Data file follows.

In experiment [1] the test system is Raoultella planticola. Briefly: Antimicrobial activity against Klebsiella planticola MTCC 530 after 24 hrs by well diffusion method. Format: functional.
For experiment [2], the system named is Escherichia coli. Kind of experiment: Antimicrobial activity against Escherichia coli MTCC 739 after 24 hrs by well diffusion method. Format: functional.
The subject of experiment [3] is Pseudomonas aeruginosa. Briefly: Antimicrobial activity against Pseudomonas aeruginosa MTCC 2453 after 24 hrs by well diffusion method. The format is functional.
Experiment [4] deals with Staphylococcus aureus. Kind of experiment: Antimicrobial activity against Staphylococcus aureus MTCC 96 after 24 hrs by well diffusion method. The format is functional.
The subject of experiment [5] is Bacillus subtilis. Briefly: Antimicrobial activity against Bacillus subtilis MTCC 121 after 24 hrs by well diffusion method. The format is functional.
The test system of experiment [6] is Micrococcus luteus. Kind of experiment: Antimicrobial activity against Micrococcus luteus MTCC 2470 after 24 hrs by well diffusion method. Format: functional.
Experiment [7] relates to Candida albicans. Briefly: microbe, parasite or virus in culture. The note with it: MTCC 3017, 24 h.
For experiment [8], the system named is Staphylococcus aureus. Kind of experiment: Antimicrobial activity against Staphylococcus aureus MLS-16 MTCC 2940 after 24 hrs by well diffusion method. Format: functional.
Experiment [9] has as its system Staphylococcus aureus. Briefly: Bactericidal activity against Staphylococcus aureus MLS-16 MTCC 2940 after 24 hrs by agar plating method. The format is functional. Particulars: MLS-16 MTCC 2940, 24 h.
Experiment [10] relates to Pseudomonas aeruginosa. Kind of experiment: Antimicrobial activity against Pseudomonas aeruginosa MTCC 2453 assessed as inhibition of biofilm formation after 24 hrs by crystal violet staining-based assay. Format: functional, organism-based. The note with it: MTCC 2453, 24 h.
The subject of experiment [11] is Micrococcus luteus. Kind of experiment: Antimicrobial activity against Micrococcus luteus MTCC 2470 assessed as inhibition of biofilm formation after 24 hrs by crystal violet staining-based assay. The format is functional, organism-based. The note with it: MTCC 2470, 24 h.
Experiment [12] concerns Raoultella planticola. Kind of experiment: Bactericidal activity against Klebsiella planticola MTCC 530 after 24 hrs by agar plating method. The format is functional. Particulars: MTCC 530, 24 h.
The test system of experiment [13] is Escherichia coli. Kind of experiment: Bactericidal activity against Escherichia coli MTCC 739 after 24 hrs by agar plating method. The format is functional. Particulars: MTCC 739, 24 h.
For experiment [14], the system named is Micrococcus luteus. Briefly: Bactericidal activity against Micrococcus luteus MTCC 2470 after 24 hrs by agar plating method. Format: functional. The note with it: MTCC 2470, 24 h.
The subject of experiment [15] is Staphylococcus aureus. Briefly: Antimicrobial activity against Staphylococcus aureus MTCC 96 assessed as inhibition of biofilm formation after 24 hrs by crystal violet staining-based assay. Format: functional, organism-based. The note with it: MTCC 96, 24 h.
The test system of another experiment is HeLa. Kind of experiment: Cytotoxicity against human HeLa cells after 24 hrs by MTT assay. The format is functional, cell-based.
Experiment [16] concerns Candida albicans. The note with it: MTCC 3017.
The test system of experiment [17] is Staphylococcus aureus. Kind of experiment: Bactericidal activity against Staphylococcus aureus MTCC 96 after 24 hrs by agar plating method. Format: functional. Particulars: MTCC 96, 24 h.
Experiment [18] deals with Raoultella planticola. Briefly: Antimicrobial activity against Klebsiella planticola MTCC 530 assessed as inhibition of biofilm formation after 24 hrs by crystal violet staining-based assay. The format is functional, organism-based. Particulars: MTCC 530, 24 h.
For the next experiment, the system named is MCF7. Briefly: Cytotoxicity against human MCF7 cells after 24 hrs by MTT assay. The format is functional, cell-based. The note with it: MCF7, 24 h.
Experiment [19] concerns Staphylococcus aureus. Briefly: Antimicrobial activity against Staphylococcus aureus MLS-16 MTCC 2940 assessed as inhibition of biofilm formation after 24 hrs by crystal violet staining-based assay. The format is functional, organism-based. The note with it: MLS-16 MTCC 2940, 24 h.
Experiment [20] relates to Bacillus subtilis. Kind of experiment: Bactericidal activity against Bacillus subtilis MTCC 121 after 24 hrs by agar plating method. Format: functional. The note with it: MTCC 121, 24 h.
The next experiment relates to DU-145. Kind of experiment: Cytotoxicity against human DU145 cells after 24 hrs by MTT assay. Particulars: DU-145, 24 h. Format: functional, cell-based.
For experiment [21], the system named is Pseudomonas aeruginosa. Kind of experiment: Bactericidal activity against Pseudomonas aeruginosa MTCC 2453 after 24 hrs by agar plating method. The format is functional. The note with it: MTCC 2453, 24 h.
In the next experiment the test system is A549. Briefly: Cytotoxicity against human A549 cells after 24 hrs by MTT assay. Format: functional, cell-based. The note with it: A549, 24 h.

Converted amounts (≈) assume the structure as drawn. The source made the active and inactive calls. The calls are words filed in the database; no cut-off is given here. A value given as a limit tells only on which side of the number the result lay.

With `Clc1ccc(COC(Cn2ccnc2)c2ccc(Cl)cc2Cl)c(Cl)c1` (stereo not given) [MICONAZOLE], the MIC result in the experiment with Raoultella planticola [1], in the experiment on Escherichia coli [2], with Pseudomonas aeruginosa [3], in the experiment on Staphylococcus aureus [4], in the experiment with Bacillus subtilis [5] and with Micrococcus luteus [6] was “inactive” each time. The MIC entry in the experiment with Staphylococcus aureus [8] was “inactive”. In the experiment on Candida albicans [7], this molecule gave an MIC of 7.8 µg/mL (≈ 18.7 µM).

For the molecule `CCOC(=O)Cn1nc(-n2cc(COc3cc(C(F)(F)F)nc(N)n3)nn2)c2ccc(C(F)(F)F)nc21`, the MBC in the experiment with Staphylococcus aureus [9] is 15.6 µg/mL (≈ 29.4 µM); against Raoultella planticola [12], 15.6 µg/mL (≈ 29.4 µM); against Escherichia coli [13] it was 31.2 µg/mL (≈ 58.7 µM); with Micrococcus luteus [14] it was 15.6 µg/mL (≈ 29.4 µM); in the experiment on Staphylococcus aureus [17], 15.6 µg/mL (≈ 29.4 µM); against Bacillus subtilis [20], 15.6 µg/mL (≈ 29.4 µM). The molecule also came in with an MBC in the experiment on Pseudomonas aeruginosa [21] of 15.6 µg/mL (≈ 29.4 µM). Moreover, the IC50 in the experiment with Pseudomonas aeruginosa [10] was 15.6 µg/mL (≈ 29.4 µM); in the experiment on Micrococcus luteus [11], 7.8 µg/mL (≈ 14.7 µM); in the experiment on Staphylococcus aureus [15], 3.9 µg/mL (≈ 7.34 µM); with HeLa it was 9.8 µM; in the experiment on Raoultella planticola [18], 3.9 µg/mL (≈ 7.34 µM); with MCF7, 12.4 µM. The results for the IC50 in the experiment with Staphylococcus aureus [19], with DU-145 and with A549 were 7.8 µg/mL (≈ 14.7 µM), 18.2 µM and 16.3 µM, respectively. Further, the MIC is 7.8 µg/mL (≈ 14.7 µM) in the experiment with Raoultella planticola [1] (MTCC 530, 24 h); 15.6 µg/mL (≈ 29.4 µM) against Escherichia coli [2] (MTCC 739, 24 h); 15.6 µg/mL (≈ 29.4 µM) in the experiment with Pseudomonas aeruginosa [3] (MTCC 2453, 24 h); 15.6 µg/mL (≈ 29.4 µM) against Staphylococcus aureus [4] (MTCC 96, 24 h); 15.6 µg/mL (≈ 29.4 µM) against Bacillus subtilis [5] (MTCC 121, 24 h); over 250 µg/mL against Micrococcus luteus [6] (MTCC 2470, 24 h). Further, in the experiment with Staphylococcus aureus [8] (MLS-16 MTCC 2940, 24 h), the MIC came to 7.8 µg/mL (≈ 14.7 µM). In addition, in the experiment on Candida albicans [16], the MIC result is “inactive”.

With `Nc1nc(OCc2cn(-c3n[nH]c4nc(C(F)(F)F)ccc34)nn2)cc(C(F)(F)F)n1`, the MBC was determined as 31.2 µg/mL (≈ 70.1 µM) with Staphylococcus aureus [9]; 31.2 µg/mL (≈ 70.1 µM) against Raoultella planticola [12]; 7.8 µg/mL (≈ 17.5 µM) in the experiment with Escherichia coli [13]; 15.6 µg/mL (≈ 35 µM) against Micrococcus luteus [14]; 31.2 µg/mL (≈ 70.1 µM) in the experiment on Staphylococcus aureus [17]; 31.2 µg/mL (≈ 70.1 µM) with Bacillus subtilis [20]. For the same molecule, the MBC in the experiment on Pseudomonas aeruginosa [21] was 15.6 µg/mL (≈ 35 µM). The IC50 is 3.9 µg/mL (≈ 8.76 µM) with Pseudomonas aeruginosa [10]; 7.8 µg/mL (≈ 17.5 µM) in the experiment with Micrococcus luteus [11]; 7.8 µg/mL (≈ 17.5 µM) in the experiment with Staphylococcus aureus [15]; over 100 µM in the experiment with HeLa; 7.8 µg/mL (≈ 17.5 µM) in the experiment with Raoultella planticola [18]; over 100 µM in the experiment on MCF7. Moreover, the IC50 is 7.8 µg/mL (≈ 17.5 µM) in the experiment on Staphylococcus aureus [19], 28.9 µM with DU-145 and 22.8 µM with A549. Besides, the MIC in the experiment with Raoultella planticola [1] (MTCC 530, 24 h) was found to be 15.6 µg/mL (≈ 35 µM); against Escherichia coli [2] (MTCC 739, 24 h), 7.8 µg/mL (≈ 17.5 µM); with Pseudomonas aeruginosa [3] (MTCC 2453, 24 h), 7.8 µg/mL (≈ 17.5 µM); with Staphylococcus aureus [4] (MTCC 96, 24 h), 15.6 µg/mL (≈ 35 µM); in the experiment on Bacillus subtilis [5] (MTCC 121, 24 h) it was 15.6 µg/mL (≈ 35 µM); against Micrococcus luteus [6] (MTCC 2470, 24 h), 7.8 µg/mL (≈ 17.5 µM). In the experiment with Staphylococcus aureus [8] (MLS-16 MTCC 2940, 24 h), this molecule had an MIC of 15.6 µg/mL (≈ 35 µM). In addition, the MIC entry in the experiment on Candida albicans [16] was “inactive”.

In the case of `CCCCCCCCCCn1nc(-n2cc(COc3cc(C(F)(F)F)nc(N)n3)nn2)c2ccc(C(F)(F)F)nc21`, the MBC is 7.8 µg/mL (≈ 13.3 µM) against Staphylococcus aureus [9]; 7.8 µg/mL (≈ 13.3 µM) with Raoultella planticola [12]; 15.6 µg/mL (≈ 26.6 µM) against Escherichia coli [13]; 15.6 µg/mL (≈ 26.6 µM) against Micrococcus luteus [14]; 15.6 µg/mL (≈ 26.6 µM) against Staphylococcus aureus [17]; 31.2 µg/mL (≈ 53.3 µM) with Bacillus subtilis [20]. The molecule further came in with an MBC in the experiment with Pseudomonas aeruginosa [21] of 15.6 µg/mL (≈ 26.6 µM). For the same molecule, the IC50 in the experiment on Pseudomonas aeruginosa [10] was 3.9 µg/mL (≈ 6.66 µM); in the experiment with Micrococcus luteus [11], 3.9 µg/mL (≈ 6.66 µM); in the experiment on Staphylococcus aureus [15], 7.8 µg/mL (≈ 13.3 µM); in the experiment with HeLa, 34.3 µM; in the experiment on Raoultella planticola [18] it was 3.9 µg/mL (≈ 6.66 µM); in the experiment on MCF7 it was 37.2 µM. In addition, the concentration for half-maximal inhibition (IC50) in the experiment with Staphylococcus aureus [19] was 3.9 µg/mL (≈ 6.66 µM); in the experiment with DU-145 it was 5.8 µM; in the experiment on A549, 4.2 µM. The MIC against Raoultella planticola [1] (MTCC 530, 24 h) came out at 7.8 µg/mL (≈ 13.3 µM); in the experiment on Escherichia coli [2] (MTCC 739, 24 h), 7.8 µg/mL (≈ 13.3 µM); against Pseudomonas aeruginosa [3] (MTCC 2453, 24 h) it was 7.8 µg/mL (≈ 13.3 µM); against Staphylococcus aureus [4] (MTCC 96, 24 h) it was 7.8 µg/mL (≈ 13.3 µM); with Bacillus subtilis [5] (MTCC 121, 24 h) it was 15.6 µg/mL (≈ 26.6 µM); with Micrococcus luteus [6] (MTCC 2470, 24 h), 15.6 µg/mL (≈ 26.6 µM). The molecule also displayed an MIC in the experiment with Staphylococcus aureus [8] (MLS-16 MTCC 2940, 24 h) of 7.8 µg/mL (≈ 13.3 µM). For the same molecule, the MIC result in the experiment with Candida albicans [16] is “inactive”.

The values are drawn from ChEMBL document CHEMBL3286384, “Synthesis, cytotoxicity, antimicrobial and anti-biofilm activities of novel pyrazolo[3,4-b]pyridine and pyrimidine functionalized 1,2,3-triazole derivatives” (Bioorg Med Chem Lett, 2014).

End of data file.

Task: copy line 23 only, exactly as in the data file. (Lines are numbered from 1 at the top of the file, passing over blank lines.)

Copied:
The next experiment relates to DU-145. Kind of experiment: Cytotoxicity against human DU145 cells after 24 hrs by MTT assay. Particulars: DU-145, 24 h. Format: functional, cell-based.